Defending Paradise

Ecosystem Complexity Affecting Birds-of-Paradise Diversity and Endemicity

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Magnificent Rifflebird in the Middle of Arfak Mountains. Photo: Tim Laman/ IG @timlaman.

The nature ecosystem in Tanah Papua spreads throughout the underwater ecosystem, coastal, lowland, plateau to snow-covered mountains. According to the forming geographical history, the ecosystem complexity and diversity affect the number of endemic flora and fauna in Tanah Papua, including cenderawasih or birds-of-paradise. Their rainforests support biodiversity, diverse species of flora and fauna. Most of them are endemic species that cannot be found anywhere on earth, and even in other parts of Indonesia.

Complex and Diverse Ecosystem

Cenderawasih University rector, Apollo Safanpo, explained there were three mainland ecosystem forms in Tanah Papua. “There are three major ecosystems, the coastal, lowland, and plateau ecosystem,” Apollo mentioned to EcoNusa. Those ecosystems formed various habitats, such as mangrove forest, swamp forest, and mountain forest.

Apolo Safanpo, Cenderawasih University Rector. (EcoNusa Foundation/Novie Sartyawan)

Tanah Papua and Maluku Islands are deemed special because they have remarkable diversity of habitats. Forests in the mountainous Tanah Papua are home for many unique species, such as cenderawasih, parrot, and other unique birds. Various kinds of mammals, insects, frogs, and fish also live there.

An ecologist from Cenderawasih University, Hendra K. Maury said that Tanah Papua has abundant natural resources in terms of biodiversity and its function that remains unexplored. In addition, Tanah Papua also has unique and highly complex ecosystems.

“The ecosystem in Papua is very unique due to its complexity. From coastal to 4.000-meters-above-sea-level mountains in Jayawijaya with their everlasting snow cover. It is remarkably complex. It also causes a high number of endemicity in Papua. Talking about endemicity, if seen from geological to geographical histories, certain ecosystem areas in Papua have hotspots for their endemic flora and fauna,” Hendra said.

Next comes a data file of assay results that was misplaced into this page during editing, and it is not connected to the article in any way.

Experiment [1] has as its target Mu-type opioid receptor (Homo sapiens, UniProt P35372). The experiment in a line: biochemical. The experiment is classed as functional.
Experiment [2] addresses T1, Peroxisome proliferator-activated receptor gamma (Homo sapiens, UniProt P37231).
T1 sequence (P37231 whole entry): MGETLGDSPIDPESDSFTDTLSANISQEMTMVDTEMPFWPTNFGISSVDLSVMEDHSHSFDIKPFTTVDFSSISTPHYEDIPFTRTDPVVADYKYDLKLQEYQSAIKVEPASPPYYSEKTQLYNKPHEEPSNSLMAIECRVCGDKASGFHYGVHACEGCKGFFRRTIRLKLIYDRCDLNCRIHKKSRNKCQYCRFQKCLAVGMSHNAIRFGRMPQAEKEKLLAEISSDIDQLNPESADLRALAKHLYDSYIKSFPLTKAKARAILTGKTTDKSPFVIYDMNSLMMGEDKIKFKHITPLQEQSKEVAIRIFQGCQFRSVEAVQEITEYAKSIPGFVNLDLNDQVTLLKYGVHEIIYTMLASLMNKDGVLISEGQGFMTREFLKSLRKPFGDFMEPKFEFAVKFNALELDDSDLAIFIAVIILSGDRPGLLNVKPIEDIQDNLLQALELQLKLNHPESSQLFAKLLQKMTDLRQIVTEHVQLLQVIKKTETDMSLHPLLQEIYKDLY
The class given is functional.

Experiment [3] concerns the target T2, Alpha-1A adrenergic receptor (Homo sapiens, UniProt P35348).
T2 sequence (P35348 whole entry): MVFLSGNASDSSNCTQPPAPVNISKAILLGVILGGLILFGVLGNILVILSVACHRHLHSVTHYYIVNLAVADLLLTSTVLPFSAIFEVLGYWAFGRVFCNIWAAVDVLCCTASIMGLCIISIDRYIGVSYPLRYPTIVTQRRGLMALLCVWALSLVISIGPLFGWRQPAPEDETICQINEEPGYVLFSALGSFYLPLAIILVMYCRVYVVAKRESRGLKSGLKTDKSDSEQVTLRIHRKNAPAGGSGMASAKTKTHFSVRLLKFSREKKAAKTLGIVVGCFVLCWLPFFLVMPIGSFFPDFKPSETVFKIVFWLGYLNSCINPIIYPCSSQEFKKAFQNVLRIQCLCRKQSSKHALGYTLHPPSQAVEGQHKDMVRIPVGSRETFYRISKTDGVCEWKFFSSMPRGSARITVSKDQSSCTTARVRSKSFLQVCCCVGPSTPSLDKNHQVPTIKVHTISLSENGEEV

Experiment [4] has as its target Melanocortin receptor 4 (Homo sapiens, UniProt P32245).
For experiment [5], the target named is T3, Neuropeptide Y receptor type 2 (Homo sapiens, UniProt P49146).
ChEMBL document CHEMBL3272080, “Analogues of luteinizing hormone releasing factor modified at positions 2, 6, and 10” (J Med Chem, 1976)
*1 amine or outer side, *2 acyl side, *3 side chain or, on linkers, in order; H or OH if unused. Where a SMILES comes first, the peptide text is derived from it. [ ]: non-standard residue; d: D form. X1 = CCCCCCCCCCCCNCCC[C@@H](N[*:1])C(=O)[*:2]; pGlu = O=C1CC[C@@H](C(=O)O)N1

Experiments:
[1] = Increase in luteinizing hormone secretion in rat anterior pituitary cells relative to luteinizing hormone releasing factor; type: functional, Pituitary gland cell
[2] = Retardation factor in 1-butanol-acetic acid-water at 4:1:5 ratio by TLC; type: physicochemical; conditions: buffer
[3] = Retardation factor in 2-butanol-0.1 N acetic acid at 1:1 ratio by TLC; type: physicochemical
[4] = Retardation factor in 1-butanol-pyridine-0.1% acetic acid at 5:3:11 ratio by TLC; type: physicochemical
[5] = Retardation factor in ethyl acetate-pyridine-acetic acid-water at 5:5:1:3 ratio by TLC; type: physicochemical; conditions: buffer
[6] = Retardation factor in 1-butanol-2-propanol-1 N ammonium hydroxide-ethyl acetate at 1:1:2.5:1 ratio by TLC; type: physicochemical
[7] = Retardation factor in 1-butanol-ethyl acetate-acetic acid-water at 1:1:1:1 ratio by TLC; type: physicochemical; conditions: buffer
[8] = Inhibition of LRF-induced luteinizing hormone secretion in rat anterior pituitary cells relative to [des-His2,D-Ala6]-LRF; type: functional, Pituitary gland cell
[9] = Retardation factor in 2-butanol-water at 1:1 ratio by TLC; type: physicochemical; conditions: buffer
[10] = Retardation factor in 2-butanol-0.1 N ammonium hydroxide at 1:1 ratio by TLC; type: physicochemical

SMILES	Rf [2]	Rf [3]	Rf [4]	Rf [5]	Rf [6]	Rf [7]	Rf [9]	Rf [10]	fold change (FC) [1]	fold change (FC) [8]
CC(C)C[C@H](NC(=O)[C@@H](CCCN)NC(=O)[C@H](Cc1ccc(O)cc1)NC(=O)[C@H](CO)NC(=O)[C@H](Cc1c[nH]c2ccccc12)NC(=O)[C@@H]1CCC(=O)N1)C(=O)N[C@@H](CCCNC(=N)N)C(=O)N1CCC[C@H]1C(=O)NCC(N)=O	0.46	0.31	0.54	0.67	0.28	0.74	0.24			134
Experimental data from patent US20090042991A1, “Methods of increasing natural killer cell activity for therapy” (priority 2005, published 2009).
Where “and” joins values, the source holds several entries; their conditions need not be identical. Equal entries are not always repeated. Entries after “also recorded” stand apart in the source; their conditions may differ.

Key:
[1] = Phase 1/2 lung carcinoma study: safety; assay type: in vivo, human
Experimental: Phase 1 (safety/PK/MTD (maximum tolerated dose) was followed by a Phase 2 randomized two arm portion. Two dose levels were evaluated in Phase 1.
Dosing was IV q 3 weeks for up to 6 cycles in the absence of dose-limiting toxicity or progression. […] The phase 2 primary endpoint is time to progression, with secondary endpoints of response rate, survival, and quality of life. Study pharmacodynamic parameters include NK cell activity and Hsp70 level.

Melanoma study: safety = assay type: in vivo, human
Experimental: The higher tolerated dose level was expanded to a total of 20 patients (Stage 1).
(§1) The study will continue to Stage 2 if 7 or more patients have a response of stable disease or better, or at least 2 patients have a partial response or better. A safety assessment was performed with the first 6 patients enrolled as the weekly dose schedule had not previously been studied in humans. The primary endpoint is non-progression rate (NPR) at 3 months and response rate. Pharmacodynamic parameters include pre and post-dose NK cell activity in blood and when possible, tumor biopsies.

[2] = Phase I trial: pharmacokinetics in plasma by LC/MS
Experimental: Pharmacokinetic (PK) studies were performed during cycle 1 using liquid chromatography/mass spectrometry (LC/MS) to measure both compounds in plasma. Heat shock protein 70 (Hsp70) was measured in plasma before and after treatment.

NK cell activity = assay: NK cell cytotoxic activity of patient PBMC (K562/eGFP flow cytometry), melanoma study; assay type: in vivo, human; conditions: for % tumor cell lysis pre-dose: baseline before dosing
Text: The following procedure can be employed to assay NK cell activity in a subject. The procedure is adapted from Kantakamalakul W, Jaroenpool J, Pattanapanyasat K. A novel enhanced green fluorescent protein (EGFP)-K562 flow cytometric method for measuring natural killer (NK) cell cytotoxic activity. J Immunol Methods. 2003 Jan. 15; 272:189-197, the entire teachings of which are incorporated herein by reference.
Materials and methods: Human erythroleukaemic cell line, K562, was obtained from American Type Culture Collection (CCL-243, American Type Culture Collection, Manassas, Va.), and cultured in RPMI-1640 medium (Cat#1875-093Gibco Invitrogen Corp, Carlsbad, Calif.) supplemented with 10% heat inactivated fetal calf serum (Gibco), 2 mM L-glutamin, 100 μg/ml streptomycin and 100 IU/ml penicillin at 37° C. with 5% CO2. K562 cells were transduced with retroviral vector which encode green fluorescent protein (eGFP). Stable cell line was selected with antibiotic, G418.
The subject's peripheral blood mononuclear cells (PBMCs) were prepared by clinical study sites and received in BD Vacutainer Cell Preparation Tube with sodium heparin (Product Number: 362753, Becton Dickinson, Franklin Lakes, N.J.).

With the diversity of endemic flora and fauna that is only found in specific area, it makes the region special and distinctive. From a scientific point of view, the higher the endemicity (the number of endemic flora and fauna), the more potentials to explore and study will be to identify the role and benefit  for the sake of ecosystem and human life stability. From an economic point of view, the high number of endemic species could provide contribution to ecotourism practised by the indigenous people.

Endemicity and Diversity of Cenderawasih

Cenderawasih University rector, Apollo Safanpo, explained there were three mainland ecosystem forms in Tanah Papua. “There are three major ecosystems, the coastal, lowland, and plateau ecosystem,” Apollo mentioned to EcoNusa. Those ecosystems formed various habitats, such as mangrove forest, swamp forest, and mountain forest.

Tanah Papua and Maluku Islands are deemed special because they have remarkable diversity of habitats. Forests in the mountainous Tanah Papua are home for many unique species, such as cenderawasih, parrot, and other unique birds. Various kinds of mammals, insects, frogs, and fish also live there.

An ecologist from Cenderawasih University, Hendra K. Maury said that Tanah Papua has abundant natural resources in terms of biodiversity and its function that remains unexplored. In addition, Tanah Papua also has unique and highly complex ecosystems.

“The ecosystem in Papua is very unique due to its complexity. From coastal to 4.000-meters-above-sea-level mountains in Jayawijaya with their everlasting snow cover. It is remarkably complex. It also causes a high number of endemicity in Papua. Talking about endemicity, if seen from geological to geographical histories, certain ecosystem areas in Papua have hotspots for their endemic flora and fauna,” Hendra said.